Electrodeposition of materials from novel solvents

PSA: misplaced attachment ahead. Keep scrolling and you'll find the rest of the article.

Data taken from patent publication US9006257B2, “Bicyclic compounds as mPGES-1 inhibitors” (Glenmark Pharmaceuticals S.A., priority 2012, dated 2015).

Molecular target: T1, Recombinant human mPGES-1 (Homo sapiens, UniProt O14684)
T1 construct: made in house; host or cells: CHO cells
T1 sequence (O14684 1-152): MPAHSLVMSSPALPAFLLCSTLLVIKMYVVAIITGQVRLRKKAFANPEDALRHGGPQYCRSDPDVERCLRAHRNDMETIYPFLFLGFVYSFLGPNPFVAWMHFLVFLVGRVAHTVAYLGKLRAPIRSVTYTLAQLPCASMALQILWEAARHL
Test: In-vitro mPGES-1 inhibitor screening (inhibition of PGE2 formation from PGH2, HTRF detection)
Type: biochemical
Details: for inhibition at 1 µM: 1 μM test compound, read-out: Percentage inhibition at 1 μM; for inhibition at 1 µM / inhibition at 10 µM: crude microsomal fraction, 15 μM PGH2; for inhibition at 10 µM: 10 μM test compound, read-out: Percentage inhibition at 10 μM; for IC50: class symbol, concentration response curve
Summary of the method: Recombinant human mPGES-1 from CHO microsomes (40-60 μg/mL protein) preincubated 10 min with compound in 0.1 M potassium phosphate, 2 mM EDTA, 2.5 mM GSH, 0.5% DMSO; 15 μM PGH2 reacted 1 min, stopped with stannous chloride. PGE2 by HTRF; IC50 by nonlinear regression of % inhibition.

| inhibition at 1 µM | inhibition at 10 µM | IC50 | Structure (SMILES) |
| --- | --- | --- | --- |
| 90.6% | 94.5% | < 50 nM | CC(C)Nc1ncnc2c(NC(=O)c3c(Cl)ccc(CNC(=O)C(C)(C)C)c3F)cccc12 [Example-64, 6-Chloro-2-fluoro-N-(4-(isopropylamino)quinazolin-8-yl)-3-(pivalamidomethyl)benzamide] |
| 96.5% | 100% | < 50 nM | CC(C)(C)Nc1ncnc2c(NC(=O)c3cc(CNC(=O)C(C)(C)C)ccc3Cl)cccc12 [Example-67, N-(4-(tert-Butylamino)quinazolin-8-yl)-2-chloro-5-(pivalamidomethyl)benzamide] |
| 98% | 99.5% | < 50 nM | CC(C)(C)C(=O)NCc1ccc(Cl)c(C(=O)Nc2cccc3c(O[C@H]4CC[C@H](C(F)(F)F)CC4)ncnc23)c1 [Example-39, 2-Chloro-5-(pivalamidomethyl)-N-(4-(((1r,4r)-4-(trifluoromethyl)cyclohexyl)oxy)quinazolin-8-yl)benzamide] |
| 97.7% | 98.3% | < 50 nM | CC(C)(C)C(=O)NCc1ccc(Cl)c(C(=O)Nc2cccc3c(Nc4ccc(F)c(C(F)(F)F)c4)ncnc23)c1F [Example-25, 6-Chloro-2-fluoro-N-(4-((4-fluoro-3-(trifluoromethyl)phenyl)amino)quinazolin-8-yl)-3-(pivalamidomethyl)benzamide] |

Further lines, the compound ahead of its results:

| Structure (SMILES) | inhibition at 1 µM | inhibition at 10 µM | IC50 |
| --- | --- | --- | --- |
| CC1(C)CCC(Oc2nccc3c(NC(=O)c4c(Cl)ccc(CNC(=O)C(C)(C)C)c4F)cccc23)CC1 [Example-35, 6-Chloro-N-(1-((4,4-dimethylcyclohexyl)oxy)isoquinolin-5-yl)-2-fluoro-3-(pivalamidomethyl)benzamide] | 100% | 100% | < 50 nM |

The electrodeposition of metals and alloys is explored with a focus on solvents and additives capable of reducing or eliminating hydrogen evolution while operating at highly cathodic potentials. The nucleation and growth behavior of binary codepositing systems are modelled in Chapter 2. Deep eutectic solvents based on choline chloride and urea are demonstrated to be capable of electrodepositing metallic manganese for the first time in Chapter 3. Chapter 4 describes the first time manganese has been incorporated into an electrodeposited magnetic iron-group alloy. Water-in-salt electrolytes are applied to the electrodeposition of metals in Chapters 5 and 6. These electrolytes are shown to suppress the proton reduction reaction and subsequent hydrogen evolution in aqueous systems. The tetrabutylammonium ion is also shown to be capable of suppression of proton reduction. The origins of this suppression are examined in Chapter 6, and it is determined that the additive adsorbs onto the electrode surface, blocking proton access. The suppressing behaviors of tetrabutylammonium and water-in-salt electrolytes are combined to achieve significant suppression of proton reduction and the ability to electrodeposit metals at highly negative cathodic potentials. Chapter 6 describes the use of these solvents to electrodeposit ruthenium for interconnect applications. The origin of enhanced superconductivity in rhenium electrodeposited from water-in-salt electrolytes is explored in Chapter 5. A disordered atomic structure is found to be highly correlated with enhanced superconductivity.